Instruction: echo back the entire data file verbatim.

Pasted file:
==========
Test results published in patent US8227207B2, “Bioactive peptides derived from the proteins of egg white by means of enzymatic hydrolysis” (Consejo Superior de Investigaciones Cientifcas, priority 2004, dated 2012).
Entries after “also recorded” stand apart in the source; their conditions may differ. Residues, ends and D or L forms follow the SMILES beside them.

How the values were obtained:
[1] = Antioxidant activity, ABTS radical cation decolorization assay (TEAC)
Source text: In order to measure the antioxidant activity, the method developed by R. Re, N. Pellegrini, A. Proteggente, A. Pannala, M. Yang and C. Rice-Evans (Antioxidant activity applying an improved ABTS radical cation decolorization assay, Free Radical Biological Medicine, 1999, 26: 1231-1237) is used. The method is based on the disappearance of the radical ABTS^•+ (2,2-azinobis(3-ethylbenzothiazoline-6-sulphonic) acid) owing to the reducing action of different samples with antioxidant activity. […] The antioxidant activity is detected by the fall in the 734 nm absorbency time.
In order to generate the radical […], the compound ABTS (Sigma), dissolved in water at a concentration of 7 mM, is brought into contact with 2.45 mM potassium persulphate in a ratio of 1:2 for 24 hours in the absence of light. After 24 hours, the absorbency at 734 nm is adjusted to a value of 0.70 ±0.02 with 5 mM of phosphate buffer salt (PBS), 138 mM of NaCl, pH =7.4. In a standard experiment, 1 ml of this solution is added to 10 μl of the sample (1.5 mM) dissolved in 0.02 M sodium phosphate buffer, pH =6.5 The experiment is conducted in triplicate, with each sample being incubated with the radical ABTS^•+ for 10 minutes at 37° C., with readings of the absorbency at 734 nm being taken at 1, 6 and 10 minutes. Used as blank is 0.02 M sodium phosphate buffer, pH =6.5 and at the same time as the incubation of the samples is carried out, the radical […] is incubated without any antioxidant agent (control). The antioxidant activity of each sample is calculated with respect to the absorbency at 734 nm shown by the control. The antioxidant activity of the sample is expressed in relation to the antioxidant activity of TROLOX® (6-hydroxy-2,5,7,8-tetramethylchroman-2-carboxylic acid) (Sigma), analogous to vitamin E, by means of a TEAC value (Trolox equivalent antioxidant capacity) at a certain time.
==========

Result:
Test results published in patent US8227207B2, “Bioactive peptides derived from the proteins of egg white by means of enzymatic hydrolysis” (Consejo Superior de Investigaciones Cientifcas, priority 2004, dated 2012).
Entries after “also recorded” stand apart in the source; their conditions may differ. Residues, ends and D or L forms follow the SMILES beside them.

How the values were obtained:
[1] = Antioxidant activity, ABTS radical cation decolorization assay (TEAC)
Source text: In order to measure the antioxidant activity, the method developed by R. Re, N. Pellegrini, A. Proteggente, A. Pannala, M. Yang and C. Rice-Evans (Antioxidant activity applying an improved ABTS radical cation decolorization assay, Free Radical Biological Medicine, 1999, 26: 1231-1237) is used. The method is based on the disappearance of the radical ABTS^•+ (2,2-azinobis(3-ethylbenzothiazoline-6-sulphonic) acid) owing to the reducing action of different samples with antioxidant activity. […] The antioxidant activity is detected by the fall in the 734 nm absorbency time.
In order to generate the radical […], the compound ABTS (Sigma), dissolved in water at a concentration of 7 mM, is brought into contact with 2.45 mM potassium persulphate in a ratio of 1:2 for 24 hours in the absence of light. After 24 hours, the absorbency at 734 nm is adjusted to a value of 0.70 ±0.02 with 5 mM of phosphate buffer salt (PBS), 138 mM of NaCl, pH =7.4. In a standard experiment, 1 ml of this solution is added to 10 μl of the sample (1.5 mM) dissolved in 0.02 M sodium phosphate buffer, pH =6.5 The experiment is conducted in triplicate, with each sample being incubated with the radical ABTS^•+ for 10 minutes at 37° C., with readings of the absorbency at 734 nm being taken at 1, 6 and 10 minutes. Used as blank is 0.02 M sodium phosphate buffer, pH =6.5 and at the same time as the incubation of the samples is carried out, the radical […] is incubated without any antioxidant agent (control). The antioxidant activity of each sample is calculated with respect to the absorbency at 734 nm shown by the control. The antioxidant activity of the sample is expressed in relation to the antioxidant activity of TROLOX® (6-hydroxy-2,5,7,8-tetramethylchroman-2-carboxylic acid) (Sigma), analogous to vitamin E, by means of a TEAC value (Trolox equivalent antioxidant capacity) at a certain time.